Time to murder some sentences...

Feel free to practice writing in Japanese or romaji. Help each other out with corrections or replying back in Japanese
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SilEighty
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Time to murder some sentences...

Post by SilEighty » Thu 01.05.2006 5:24 am

learning japanese with a friend, so i have someone to converse with, trying to work out 'do you understand?"

So far the best i've come up with is あなた は ききとるて います か which I'm thinking would mean 'are you understanding?'

Everything seems so ambigous at the moment.... and from the sounds of it, it doesn't get any easier?

Watch this space for more murdered sentences....

SilEighty
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Joined: Tue 01.03.2006 4:45 am

RE: Time to murder some sentences...

Post by SilEighty » Thu 01.05.2006 6:51 am

Also, how about if i don't understand a word - would it be [unknown word] は なん です か。

or would:
これ は [unknown word] えいご です か be a better way to put it?

*EDIT*
maybe:
[unknown word] は えいご で なん です か。  That seems more logical....
Last edited by SilEighty on Thu 01.05.2006 6:57 am, edited 1 time in total.

richvh
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RE: Time to murder some sentences...

Post by richvh » Thu 01.05.2006 8:07 am

The usual way to say "do you understand?" is わかります か.

The other was discussed in another thread recently, and it was said that the best way was (unknown word) とは えいご で なん と いいます か. (= How do you say "unknown word" in English?)
Richard VanHouten
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OT86
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RE: Time to murder some sentences...

Post by OT86 » Thu 01.05.2006 8:28 am

if you think that "wakarimashita" means "I understand/certainly" (99% sure of that)

then obviously to turn that from a statement into a question you can just add the question particle (Ka) at the end of your sentence (although with the "-masu" ending) The "anata" part is unnecessary as it's obvious you aren't asking yourself the question.

Also to say I don't understand you can turn it into the negative with a "-masen" ending - i.e - Wakarimasen which you could easily use on its own in casual conversation and be understood.

A lot of Japanese at the basic level has loads of omissions (missed-out words) because those words are suggested by the situation. Words like "anata" and "desu" for example. Of course you can leave these in.

Whereas in English you would say "do you understand?" the Jap equivalent is more like "understand?" - Short and to the point

If you study all the grammar sections on this site you'll be able to form things like this yourself, without needing anyone's help. And that's when you'll start to have fun with the language ;)

Good luck
Last edited by OT86 on Thu 01.05.2006 8:30 am, edited 1 time in total.

Isao
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RE: Time to murder some sentences...

Post by Isao » Thu 01.05.2006 10:33 am

Also, if you are learning with a Japanese friend, then saying all those "imasu" tails sounds a bit ...formal. In fact, you would use "futsuukei" (informal form) most time.
For example:

I understood = Wakatta.
I don't understand (at all) = (Zenzen) Wakaranai.

So.
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SilEighty
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RE: Time to murder some sentences...

Post by SilEighty » Fri 01.06.2006 3:42 am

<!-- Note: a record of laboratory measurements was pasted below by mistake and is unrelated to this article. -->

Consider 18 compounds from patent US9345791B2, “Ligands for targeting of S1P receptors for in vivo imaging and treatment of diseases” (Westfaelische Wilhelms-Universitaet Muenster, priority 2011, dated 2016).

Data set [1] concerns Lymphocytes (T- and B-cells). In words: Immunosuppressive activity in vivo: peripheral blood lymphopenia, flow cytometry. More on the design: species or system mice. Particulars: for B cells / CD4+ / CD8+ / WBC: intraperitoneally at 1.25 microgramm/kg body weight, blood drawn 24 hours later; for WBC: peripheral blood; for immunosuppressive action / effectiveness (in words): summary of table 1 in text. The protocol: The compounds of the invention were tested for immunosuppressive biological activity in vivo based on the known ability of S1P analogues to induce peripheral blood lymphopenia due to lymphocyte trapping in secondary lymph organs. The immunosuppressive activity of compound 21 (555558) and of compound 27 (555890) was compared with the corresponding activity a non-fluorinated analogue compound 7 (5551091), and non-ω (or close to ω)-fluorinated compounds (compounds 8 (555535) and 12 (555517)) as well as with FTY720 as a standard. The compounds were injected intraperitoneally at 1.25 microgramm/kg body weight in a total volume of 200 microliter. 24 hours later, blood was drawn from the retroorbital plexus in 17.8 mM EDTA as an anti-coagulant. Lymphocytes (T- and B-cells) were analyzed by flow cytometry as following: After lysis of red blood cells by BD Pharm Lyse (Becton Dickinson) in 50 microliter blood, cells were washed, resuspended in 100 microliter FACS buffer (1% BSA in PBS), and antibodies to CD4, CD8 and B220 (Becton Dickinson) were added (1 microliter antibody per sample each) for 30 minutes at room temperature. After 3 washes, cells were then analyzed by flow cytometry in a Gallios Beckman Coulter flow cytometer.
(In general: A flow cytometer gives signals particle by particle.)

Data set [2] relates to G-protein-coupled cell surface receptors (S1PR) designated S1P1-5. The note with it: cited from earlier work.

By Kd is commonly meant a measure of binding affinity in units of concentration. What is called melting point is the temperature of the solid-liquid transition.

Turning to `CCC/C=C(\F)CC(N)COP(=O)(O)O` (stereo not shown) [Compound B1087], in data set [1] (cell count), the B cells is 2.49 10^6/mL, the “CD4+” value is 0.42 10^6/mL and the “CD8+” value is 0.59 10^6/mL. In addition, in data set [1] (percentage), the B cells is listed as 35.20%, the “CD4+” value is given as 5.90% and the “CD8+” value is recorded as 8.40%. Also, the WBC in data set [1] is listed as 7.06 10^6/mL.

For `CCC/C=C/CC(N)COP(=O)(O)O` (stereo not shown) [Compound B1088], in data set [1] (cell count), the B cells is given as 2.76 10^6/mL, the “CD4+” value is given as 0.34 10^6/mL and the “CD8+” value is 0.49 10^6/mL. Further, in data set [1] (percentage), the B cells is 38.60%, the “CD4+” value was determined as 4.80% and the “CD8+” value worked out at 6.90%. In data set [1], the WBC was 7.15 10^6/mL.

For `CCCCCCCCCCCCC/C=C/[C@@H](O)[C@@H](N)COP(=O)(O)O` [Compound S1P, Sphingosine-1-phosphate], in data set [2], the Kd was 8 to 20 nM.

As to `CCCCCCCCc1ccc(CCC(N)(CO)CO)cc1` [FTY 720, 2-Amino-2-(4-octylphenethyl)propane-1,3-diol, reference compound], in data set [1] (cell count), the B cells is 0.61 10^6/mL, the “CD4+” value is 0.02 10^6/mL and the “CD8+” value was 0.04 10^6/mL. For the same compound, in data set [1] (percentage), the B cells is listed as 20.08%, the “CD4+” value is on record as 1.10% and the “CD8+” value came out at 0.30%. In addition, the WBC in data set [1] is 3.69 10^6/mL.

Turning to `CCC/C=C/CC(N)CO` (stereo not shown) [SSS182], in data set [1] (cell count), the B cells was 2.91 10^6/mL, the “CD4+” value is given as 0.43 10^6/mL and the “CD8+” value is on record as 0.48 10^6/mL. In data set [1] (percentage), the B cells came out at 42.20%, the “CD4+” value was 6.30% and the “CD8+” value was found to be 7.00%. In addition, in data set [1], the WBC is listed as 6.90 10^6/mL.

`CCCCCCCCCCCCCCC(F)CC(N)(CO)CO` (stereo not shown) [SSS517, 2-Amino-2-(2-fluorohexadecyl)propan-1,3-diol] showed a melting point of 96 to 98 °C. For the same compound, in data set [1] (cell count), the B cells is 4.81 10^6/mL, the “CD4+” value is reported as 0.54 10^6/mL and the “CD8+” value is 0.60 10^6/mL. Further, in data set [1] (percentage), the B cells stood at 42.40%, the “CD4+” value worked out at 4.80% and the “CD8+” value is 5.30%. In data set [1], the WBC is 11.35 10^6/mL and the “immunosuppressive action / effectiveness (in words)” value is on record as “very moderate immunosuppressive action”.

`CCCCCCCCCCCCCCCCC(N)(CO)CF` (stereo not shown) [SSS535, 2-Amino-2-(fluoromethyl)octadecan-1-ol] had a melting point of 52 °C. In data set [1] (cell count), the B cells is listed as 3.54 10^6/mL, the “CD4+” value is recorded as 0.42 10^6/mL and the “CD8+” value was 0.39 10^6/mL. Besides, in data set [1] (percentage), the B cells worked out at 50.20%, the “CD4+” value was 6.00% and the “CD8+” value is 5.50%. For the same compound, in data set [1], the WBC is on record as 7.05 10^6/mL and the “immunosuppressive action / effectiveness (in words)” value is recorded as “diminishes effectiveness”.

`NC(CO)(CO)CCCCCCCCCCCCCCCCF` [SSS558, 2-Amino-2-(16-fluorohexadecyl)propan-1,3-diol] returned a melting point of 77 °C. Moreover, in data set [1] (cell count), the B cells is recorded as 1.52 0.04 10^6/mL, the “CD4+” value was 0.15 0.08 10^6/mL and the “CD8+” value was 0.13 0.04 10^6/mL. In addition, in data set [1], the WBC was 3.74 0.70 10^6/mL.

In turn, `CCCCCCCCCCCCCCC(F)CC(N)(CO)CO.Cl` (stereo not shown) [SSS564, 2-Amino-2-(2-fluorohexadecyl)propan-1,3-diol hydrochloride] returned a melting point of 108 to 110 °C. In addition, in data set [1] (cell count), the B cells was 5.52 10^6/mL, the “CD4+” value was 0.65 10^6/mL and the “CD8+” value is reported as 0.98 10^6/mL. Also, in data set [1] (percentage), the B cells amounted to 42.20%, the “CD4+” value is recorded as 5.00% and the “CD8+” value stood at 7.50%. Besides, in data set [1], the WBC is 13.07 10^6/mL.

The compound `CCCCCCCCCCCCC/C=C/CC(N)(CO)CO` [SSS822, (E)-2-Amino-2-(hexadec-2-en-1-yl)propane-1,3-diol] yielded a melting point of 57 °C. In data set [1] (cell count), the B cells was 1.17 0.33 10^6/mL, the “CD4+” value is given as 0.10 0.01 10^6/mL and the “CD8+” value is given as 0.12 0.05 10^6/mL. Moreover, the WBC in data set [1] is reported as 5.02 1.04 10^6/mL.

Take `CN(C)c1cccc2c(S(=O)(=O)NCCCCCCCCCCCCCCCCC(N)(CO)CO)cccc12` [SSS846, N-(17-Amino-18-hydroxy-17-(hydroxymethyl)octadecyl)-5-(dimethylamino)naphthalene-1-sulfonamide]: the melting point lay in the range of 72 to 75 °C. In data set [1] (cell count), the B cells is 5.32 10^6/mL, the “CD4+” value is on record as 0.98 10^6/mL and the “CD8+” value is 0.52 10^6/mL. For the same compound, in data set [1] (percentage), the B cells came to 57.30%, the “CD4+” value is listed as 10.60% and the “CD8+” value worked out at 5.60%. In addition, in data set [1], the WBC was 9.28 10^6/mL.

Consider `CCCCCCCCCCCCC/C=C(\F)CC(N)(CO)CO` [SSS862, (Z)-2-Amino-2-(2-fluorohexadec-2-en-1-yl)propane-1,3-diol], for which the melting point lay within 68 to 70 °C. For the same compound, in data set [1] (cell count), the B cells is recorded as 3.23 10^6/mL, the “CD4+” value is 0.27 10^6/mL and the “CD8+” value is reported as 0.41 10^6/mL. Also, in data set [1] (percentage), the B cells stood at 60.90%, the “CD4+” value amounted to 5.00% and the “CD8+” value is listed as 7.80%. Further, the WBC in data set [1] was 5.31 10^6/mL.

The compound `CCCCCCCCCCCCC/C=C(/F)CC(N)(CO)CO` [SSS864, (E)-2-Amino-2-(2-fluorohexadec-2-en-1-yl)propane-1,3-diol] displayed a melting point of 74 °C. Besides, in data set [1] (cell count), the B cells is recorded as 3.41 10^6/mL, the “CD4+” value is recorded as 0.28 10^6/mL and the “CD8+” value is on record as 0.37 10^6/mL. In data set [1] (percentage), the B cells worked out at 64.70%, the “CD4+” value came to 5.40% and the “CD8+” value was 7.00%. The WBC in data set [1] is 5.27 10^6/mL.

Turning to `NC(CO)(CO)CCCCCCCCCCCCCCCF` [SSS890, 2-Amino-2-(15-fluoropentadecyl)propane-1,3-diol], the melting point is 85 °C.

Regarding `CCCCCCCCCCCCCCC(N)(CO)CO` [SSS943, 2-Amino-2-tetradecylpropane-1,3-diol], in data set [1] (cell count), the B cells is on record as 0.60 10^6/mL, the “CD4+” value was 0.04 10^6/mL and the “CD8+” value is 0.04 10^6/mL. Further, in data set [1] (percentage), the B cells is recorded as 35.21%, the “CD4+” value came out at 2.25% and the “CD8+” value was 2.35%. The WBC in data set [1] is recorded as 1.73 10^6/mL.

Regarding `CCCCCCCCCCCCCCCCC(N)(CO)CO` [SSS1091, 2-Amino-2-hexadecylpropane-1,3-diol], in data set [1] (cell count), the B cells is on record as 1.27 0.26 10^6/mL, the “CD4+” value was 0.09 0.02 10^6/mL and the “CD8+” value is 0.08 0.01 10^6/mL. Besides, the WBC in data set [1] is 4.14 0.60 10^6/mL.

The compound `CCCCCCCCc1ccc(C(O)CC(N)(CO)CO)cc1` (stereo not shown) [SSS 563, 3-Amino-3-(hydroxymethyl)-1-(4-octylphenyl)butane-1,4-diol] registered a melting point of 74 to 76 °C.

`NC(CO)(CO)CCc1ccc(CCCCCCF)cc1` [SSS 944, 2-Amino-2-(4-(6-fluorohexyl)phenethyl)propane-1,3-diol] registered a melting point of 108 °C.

i think i will be saying ぜんぜんわからない very often.....
From curiousity, would [unknown word] は えいご で なん です か be an acceptable shorter form?

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Ongakuka
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RE: Time to murder some sentences...

Post by Ongakuka » Fri 01.06.2006 6:49 am

I think you can say "unknown word wa nan desu ka" though it's probably like a Japanese person who doesn't understand strawberry saying "What's strawberry?":)
なぜなら、おまえは・・・・・・人形だ

tkbits
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RE: Time to murder some sentences...

Post by tkbits » Fri 01.06.2006 9:08 am

.
Last edited by tkbits on Fri 01.06.2006 9:22 am, edited 1 time in total.

tkbits
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RE: Time to murder some sentences...

Post by tkbits » Fri 01.06.2006 9:21 am

You could say

[word] は (えいごで) なんと 言う。

The kanji is used to hide the difference between how it's written (いう), and how it's pronounced (ゆう).
Last edited by tkbits on Fri 01.06.2006 9:24 am, edited 1 time in total.

SilEighty
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RE: Time to murder some sentences...

Post by SilEighty » Fri 01.06.2006 9:38 pm

i'm having trouble finding the meaning of 'to' in this sort of context. I have seen it used a few times, but i thought it meant 'and', or as a sort of quotation mark?

I'm guessing that eigo is implied, and superflous in you sentence, the kanji seems to mean speech? From what i can see, you've written 'what is spoken [word]?'

tkbits
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RE: Time to murder some sentences...

Post by tkbits » Fri 01.06.2006 10:34 pm

An example answer: 「ほん」 は 「book」 と いいます。

See the parallel?

So what I've written is "[word] is spoken as what?"

SilEighty
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RE: Time to murder some sentences...

Post by SilEighty » Sat 01.07.2006 1:14 am

ありがとう。 Still unsure on how the 'to' usage works, but I guess its not essential to understand the sentence, so i'll just accept it until I work it out.

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clay
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RE: Time to murder some sentences...

Post by clay » Sat 01.07.2006 5:26 am

Just think of it as a quotation mark like you said above. The 「」 are actually Japanese quotation marks.

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